Format:Kindle Edition
Lords of the Olympics opens us up to the different worlds in which Lord Desborough, Lord Burghley and Lord Coe tried to win and organise the Olympics for London. The book gives us insight into the challenges each faced in the particular period and the values that they embodied. Each is an inspiration, all having had successful sporting careers of their own and wanting to bring that love of sport to the nation. It really helps us understand the conflict between a pure love for sport and the commercialism that surrounds the Olympics.
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2 of 2 people found the following review helpful
5.0 out of 5 stars A Lesson from the Past 28 July 2012
By Miss S
Format:Kindle Edition|Verified Purchase
It was really encouraging to read about the way in which so many people both from Britain and abroad banded together to help fund our first Olympics. Bryant opens a door to the past to show us how the games we know today got started and how sport really did bring nations together. If only we could take a leaf out of their book and more people could be excited about this unique worldwide event rather than worrying about money and politics, we could all enjoy the games a little more. With his matter-of-fact writing style, Bryant encourages us to do exactly that. A must-read for anyone, whether in support of the Olympics or not; if you haven't already found it, this book gives us something to aspire to. We should look to the past for inspiration for the future.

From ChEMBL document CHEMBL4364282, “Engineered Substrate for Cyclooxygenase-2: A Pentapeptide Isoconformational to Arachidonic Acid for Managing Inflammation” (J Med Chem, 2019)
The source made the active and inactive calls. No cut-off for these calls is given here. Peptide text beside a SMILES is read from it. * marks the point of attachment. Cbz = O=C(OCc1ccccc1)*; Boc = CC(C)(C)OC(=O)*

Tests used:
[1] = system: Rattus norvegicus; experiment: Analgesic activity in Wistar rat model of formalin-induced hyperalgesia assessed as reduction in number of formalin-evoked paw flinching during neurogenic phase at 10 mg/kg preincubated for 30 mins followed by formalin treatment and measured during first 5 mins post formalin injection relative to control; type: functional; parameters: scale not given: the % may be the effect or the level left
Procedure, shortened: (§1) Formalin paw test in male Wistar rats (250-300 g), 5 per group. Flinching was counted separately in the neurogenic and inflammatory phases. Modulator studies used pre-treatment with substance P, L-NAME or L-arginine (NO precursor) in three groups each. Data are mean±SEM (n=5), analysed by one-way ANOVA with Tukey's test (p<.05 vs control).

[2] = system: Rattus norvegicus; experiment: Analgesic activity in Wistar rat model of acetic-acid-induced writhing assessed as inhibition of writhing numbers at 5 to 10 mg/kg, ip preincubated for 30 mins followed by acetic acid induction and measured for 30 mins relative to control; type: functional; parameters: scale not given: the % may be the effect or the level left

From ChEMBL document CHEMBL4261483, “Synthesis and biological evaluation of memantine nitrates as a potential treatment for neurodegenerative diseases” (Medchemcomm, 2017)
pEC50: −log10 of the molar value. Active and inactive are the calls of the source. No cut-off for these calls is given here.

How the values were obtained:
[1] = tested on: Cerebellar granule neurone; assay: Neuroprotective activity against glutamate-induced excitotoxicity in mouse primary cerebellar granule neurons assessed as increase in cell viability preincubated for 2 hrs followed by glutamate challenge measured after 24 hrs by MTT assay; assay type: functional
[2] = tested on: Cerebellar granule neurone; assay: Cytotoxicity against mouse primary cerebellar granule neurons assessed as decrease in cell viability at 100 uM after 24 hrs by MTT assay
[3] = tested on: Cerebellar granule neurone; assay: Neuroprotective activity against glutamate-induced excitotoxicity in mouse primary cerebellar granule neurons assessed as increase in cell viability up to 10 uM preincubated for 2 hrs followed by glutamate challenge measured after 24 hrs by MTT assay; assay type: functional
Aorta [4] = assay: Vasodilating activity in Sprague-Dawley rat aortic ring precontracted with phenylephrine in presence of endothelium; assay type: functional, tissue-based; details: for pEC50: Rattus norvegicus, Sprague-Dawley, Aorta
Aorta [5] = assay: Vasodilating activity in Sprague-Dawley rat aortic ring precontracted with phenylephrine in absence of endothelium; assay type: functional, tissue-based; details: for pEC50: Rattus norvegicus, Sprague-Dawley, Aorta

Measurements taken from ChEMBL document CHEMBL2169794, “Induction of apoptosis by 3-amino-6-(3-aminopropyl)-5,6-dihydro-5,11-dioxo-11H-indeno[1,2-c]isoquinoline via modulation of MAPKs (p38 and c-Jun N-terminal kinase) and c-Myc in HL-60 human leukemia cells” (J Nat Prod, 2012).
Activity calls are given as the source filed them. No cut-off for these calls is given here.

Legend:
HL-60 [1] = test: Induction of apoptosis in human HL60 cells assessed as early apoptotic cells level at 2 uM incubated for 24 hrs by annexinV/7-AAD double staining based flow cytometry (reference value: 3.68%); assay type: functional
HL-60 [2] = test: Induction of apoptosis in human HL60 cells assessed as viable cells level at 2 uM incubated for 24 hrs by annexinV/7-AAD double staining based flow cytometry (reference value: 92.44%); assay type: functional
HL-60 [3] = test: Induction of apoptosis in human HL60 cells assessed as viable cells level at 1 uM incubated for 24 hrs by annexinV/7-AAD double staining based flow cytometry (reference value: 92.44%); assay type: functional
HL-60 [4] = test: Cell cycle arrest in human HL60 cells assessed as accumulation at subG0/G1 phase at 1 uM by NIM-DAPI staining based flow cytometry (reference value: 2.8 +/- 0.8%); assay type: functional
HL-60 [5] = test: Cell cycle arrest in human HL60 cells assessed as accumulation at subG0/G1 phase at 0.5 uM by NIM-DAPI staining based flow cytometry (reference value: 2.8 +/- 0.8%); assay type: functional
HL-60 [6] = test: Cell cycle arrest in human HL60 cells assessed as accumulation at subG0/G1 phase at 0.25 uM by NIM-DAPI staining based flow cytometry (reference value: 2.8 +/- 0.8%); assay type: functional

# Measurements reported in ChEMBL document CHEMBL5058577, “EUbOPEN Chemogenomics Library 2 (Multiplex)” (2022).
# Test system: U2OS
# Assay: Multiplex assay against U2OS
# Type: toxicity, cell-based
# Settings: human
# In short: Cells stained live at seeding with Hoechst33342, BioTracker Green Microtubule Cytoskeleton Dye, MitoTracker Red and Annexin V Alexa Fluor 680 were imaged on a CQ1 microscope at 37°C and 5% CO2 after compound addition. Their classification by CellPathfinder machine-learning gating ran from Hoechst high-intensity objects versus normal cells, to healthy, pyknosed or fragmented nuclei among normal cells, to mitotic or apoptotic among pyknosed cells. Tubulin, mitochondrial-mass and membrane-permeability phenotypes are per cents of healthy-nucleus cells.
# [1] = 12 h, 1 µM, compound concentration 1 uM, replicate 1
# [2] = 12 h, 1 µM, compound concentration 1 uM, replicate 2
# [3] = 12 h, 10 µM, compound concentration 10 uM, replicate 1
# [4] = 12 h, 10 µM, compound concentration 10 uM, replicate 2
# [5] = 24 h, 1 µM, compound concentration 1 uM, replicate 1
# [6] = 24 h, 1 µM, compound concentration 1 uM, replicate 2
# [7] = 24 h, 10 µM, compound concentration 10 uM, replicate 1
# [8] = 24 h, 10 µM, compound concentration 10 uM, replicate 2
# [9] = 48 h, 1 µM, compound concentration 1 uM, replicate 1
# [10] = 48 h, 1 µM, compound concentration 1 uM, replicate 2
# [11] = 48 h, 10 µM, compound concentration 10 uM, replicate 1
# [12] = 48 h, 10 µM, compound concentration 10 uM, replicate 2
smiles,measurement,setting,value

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1 of 1 people found the following review helpful
5.0 out of 5 stars An inspiring history 28 July 2012
Format:Kindle Edition
I was excited to read about these three great men who, today many would have forgotten or simply not know about their involvement in the Olympics. Not only did Desborough, Exeter and Coe save the Olympics but they helped to shape the attitudes and ideals that went along with these games over the years. It is nice to read about a time when playing sport shaped gentlemen rather than hooligans and competing against other nations gave us a sense of world unity, willed us to overcome prejudice and encouraged friendship rather than creating a divide. I loved reading about the athletes who became an inspiration throughout the history of the games and it's these people that we should be more focussed on promoting to our youth today!